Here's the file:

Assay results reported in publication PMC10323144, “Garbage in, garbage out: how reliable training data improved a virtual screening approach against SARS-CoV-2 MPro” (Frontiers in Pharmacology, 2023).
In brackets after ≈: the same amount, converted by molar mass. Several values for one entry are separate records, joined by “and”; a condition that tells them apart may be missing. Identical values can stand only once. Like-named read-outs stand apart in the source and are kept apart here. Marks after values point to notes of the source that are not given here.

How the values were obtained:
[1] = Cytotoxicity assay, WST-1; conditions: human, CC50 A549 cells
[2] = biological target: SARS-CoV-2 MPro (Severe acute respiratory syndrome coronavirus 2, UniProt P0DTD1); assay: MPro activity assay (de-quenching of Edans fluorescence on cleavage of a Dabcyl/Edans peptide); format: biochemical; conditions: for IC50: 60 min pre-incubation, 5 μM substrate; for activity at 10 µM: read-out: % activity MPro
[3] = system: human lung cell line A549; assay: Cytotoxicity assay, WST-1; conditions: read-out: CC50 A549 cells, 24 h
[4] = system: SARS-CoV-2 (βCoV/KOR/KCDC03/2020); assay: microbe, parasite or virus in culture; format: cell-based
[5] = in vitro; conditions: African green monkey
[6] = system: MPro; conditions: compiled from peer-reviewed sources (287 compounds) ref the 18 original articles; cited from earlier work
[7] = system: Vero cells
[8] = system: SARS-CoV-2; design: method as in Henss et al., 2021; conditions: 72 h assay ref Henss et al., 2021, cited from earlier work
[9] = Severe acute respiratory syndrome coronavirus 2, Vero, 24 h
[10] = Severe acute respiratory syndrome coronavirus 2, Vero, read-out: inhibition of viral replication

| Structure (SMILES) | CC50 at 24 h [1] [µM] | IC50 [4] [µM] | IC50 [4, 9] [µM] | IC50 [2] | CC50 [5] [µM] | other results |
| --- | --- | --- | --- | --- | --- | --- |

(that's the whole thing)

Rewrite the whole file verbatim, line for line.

Assay results reported in publication PMC10323144, “Garbage in, garbage out: how reliable training data improved a virtual screening approach against SARS-CoV-2 MPro” (Frontiers in Pharmacology, 2023).
In brackets after ≈: the same amount, converted by molar mass. Several values for one entry are separate records, joined by “and”; a condition that tells them apart may be missing. Identical values can stand only once. Like-named read-outs stand apart in the source and are kept apart here. Marks after values point to notes of the source that are not given here.

How the values were obtained:
[1] = Cytotoxicity assay, WST-1; conditions: human, CC50 A549 cells
[2] = biological target: SARS-CoV-2 MPro (Severe acute respiratory syndrome coronavirus 2, UniProt P0DTD1); assay: MPro activity assay (de-quenching of Edans fluorescence on cleavage of a Dabcyl/Edans peptide); format: biochemical; conditions: for IC50: 60 min pre-incubation, 5 μM substrate; for activity at 10 µM: read-out: % activity MPro
[3] = system: human lung cell line A549; assay: Cytotoxicity assay, WST-1; conditions: read-out: CC50 A549 cells, 24 h
[4] = system: SARS-CoV-2 (βCoV/KOR/KCDC03/2020); assay: microbe, parasite or virus in culture; format: cell-based
[5] = in vitro; conditions: African green monkey
[6] = system: MPro; conditions: compiled from peer-reviewed sources (287 compounds) ref the 18 original articles; cited from earlier work
[7] = system: Vero cells
[8] = system: SARS-CoV-2; design: method as in Henss et al., 2021; conditions: 72 h assay ref Henss et al., 2021, cited from earlier work
[9] = Severe acute respiratory syndrome coronavirus 2, Vero, 24 h
[10] = Severe acute respiratory syndrome coronavirus 2, Vero, read-out: inhibition of viral replication

| Structure (SMILES) | CC50 at 24 h [1] [µM] | IC50 [4] [µM] | IC50 [4, 9] [µM] | IC50 [2] | CC50 [5] [µM] | other results |
| --- | --- | --- | --- | --- | --- | --- |